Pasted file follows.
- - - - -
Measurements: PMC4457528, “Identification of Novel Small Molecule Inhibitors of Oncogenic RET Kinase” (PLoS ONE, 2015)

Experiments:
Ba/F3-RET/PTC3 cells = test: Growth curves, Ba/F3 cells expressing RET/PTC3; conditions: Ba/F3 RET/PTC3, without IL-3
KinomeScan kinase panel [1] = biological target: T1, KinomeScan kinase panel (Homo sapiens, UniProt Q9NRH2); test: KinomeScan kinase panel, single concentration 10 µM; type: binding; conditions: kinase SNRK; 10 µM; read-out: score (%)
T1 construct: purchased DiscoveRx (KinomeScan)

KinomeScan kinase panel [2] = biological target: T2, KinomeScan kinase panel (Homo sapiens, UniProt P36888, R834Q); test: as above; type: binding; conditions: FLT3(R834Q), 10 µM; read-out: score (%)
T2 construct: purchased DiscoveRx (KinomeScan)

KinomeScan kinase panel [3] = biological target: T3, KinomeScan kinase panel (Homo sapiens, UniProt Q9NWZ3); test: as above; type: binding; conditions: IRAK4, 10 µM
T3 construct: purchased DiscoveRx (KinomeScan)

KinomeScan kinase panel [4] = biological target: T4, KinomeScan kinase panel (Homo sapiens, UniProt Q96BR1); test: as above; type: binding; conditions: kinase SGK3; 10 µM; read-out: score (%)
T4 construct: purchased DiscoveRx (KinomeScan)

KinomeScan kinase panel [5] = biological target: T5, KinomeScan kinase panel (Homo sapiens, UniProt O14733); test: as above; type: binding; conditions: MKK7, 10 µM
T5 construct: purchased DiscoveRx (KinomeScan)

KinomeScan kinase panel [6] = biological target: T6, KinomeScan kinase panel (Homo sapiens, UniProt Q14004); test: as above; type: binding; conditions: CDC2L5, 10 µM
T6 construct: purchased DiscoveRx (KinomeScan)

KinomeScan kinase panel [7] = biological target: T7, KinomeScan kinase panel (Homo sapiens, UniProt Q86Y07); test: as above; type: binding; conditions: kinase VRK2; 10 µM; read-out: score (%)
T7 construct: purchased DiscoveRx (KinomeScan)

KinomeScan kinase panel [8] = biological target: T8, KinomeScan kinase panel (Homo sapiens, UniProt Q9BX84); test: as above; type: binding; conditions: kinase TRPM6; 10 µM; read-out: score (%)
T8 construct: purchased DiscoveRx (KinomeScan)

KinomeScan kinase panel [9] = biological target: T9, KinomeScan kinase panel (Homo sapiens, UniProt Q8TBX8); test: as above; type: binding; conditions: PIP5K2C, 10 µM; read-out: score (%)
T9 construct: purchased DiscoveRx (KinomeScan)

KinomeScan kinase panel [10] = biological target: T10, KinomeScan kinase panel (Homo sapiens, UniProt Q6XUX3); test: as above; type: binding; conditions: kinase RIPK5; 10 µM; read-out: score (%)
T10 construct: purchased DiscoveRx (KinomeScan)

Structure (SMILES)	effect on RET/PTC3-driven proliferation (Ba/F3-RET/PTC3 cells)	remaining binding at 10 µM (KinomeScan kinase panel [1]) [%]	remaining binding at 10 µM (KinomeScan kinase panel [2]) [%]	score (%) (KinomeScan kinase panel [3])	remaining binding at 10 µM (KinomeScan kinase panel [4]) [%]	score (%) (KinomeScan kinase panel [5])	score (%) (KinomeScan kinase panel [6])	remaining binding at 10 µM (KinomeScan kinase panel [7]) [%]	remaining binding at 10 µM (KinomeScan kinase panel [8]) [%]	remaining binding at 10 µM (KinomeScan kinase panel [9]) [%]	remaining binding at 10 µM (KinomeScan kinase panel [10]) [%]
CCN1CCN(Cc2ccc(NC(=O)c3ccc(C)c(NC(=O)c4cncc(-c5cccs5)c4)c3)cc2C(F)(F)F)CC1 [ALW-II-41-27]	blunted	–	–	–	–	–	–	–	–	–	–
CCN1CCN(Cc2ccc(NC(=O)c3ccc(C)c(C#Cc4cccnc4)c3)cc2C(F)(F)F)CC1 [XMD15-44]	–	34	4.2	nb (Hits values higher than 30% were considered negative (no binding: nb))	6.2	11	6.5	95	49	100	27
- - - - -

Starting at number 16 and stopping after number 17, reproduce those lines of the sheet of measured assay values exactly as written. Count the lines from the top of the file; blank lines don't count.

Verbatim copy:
KinomeScan kinase panel [7] = biological target: T7, KinomeScan kinase panel (Homo sapiens, UniProt Q86Y07); test: as above; type: binding; conditions: kinase VRK2; 10 µM; read-out: score (%)
T7 construct: purchased DiscoveRx (KinomeScan)